An Ecology of Spirit
The following is excerpted from Mystery Teachings from the Living Earth, available from Weiser Books.
Since the most ancient times on record, in every part of the world, a body of traditional wisdom about the nature of the universe and of humanity has been handed down from teacher to student. This wisdom has taken diverse forms and has borrowed the language and symbolism of many creeds and cultures. In all its many forms, however, it deals with the deepest mysteries of human existence: the nature, origin, and destiny of the universe and of the human soul; the hidden powers that lie concealed in humanity; and the practices by which these powers can be awakened, trained, and put to constructive uses. This ancient wisdom has carried many names on its journey down through the centuries; nowadays, in the modern industrial West, it is most commonly known as the mystery teachings.
There is every reason to think that this ancient wisdom had already reached its full richness and complexity long before the first cities emerged from tribal villages and the habit of painting images on wood and cloth gave rise to the first systems of writing. Certainly the oldest forms of the mystery teachings that have come down to us are every bit as rich and subtle as those in circulation today. Where and when the mystery teachings began is a question no one can answer with any assurance. Legends from various corners of the world make many different claims, none of which can be proven or disproven. Still, we do know that the wise men and women who passed down the oldest known mystery teachings were careful students of nature, and it may be that the forgotten founders of the mystery traditions drew their knowledge from the same source: learning the lessons that nature has to teach, and phrasing them in whatever ways their students would be most likely to learn and remember.
From ancient times straight through to the present, these mystery teachings were the public face of the mystery schools themselves. A great deal of confusion and misinformation has gathered around these schools in recent years. Some stories about them amount to little more than gaudy fantasies about immortal masters with superhuman powers hidden away in Himalayan fastnesses; others are equally gaudy horror tales about devil worship or political conspiracy. The truth is far simpler, and far more interesting.
The mystery schools are, first and foremost, schools. They have their teachers, who have qualified for their positions through many years studying and practicing the mystery teachings. They have their students, who have qualified to enter the schools by passing certain tests of character and willingness to learn, and who study and practice the teachings of the school. They have their curriculums, which include the study of symbolism, philosophy, and ethics, as well as the practice of inner disciplines such as meditation, ritual, and prayer. The studies are meant to train the students to think clearly, to act wisely, and to make sense of the experiences gained through the practices; the practices themselves are designed to open up states of consciousness unfamiliar to most people outside the mystery traditions, for it is in these states of consciousness that the hidden powers of the human soul are awakened.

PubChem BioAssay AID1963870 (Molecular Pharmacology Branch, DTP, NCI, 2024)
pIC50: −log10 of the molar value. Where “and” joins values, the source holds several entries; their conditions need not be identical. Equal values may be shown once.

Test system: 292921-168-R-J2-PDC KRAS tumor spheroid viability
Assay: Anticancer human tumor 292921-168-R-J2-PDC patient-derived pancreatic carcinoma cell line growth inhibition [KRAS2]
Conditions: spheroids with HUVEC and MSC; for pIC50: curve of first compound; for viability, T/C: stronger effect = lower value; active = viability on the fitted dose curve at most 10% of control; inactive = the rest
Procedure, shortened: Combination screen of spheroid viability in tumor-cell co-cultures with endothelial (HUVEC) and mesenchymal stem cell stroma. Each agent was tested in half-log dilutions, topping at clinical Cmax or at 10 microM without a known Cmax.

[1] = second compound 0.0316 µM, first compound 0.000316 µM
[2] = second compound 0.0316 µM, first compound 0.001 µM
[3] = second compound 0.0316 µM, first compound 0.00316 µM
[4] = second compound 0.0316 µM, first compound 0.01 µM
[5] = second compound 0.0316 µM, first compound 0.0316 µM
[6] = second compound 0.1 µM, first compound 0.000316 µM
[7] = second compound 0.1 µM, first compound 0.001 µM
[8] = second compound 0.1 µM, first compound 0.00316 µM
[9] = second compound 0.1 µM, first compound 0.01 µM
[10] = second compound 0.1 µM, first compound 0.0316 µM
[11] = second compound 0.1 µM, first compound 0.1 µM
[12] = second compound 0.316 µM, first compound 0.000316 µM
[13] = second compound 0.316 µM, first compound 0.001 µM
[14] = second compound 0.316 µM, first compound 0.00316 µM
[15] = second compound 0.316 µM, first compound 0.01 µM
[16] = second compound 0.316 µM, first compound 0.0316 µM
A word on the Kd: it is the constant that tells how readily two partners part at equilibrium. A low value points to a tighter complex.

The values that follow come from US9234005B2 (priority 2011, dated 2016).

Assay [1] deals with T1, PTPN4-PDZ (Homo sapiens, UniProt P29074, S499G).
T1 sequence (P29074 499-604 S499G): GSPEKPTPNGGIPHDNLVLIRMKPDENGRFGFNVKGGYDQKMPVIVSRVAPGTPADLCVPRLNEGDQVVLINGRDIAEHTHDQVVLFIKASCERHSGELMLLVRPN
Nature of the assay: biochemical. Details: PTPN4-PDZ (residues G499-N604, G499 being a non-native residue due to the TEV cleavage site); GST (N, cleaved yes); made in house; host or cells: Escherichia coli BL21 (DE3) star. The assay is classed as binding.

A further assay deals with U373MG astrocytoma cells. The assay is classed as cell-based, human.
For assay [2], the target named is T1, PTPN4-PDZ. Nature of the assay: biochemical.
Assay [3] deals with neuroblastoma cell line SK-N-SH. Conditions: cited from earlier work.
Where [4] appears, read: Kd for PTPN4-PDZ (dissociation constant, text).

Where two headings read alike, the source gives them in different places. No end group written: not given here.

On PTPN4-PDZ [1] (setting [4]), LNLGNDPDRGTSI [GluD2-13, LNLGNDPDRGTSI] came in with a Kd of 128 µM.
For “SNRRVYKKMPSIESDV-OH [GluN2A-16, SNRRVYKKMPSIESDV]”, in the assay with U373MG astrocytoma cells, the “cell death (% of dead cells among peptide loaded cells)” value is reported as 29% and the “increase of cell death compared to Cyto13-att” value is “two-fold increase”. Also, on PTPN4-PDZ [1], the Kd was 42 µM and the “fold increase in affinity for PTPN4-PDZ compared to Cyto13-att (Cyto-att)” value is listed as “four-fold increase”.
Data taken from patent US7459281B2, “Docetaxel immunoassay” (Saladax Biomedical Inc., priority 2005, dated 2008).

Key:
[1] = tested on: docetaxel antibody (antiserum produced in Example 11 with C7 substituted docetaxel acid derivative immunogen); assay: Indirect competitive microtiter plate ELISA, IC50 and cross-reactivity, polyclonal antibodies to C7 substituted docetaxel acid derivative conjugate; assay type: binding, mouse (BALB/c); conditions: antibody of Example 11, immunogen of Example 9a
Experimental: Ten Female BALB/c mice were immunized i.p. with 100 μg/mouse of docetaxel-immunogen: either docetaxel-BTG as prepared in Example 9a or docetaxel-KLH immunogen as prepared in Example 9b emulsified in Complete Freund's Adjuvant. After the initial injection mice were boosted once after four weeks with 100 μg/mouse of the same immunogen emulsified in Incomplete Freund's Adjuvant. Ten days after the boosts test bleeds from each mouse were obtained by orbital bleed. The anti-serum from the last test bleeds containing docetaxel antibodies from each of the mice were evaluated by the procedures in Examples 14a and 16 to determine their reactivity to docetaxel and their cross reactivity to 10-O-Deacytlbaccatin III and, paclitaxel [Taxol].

The mystery schools also confer ceremonies of initiation. A great deal of nonsense has been spread about these ceremonies over the years by people who have never experienced them. In reality, initiation ceremonies are simply dramatic performances that present core insights of the mystery teachings in symbolic form. In an initiation ceremony, the candidate is shown the symbols and presented with the teachings that are central to the grade of learning he or she is about to enter, and makes a formal promise to accept the duties and pursue the studies of that grade. The course of study and practice that follows the initiation, not the mere fact of passing through such a ceremony, confers whatever inner capacities the grade of initiation is meant to develop in the student.
Even in ancient times, there were already several different mystery schools in most nations, and some of the most famous initiates of those days won much of their fame by traveling from one center of initiation to another, passing through the courses of training offered by different mystery schools, and mastering the studies and practices of each. Nowadays travel across long distances is easier and quicker than it was in the days when it might take a month of travel on foot, and another month or more on a sailing vessel, to go from the mystery temples of Egypt to those of Greece. This has created an even greater diversity of mystery schools in most modern countries. There is no central authority to which the various mystery schools answer; they function independently of one another, and present their own teachings to their own students in their own ways.